Quang Tri Province’s best known tourist attractions are DMZ tours, Cam Lo Market, and relics of an uprising led by a man who was crowned as King Ham Nghi in 1885, becoming the eighth emperor of the Nguyen Dynasty.
But the north central province also has some lesser known gems to offer to visitors, one of them being a network of wells that is said to be 4,000 years old.
The wells belong to the Neolithic period when wet rice cultivation was practiced.
During a recent visit to Hao Son Village in Gio Linh District, we saw the network of 14 shallow wells that the Ministry of Culture and Information recognized as “the nation’s historic and cultural relic” in the early 1980s.
The wells are only about 20km northwest of the town of Dong Ha, and visitors can reach the place by car.
Professor Bui Huy Dap, who has researched wet rice farming civilization and rice farming in Vietnam for more than 30 years, said the system of irrigation in Gio Linh was built in the late Neolithic period.
“It is a sophisticated system that ensured water flowed automatically,” he said.
“In the higher place is a large flat area used for collecting water. Then, there is a reservoir collecting water flowing from the higher place.
“The second reservoir, which is lower, collects water from the higher reservoir which runs down through a system of bamboo tubes. And the lowest part is a large pond with canals carrying water to the farms.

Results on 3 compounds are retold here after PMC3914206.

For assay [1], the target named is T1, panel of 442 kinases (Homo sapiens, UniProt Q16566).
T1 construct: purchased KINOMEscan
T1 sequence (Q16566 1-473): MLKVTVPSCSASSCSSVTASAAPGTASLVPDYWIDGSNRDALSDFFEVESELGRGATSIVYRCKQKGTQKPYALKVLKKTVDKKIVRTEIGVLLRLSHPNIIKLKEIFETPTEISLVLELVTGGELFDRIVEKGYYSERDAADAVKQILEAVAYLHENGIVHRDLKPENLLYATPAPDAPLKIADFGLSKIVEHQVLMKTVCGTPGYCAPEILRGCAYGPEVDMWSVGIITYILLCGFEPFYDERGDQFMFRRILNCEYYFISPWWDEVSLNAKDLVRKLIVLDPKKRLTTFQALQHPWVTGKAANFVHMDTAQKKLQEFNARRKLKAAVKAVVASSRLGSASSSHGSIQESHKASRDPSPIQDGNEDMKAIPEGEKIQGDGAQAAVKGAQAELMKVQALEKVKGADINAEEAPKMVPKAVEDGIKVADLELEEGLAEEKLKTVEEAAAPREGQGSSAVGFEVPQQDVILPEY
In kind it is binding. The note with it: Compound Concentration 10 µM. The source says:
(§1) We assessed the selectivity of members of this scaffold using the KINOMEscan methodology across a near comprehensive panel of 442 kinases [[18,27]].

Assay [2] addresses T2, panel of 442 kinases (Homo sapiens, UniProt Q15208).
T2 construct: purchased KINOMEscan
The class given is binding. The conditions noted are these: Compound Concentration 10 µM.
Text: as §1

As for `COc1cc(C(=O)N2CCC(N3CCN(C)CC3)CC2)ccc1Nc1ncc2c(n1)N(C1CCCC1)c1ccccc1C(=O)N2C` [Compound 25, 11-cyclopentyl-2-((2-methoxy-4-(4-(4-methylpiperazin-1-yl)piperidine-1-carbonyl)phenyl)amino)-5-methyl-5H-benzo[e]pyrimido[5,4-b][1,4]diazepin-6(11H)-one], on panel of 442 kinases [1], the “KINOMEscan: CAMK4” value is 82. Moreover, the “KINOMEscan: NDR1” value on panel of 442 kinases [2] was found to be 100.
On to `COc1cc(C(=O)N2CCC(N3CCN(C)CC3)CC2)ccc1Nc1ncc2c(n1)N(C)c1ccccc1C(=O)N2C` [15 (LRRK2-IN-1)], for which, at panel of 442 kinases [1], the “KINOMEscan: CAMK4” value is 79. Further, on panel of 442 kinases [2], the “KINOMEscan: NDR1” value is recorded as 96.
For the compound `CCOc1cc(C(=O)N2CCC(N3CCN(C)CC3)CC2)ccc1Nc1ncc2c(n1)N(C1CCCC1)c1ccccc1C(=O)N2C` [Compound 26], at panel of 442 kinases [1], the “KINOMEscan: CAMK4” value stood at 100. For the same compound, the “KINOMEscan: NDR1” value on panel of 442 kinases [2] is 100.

A revolution during the Neolithic era in Vietnam promoted the development of rice farming and innovations in water use.
Tran Thi Quynh Nga, a local socio-cultural official, said: “The wells today are perhaps shallower than they used to be, but the water is still clear, and we can see small crabs at the bottom.”
How to get there
From Dong Ha Town, go north for 10 kilometers to reach Gio Linh District. Then go west for another 10 kilometers to reach Gio An, the site of the 4,000-year-old wells.
Sandstones are piled up around their edges, and sandstone-lined canals connect the wells to farms where watercress is grown.
The wells are situated at different levels and a dozen meters apart. Water keeps oozing out of cracks in the rock.
The villagers say the water is cool in summer and warm in winter. They used it not only for washing and irrigating, but also for drinking.
“Bamboo tubes are no longer used for carrying water. The water flows from one well to another and on to the farms along the canals,” Nga said.
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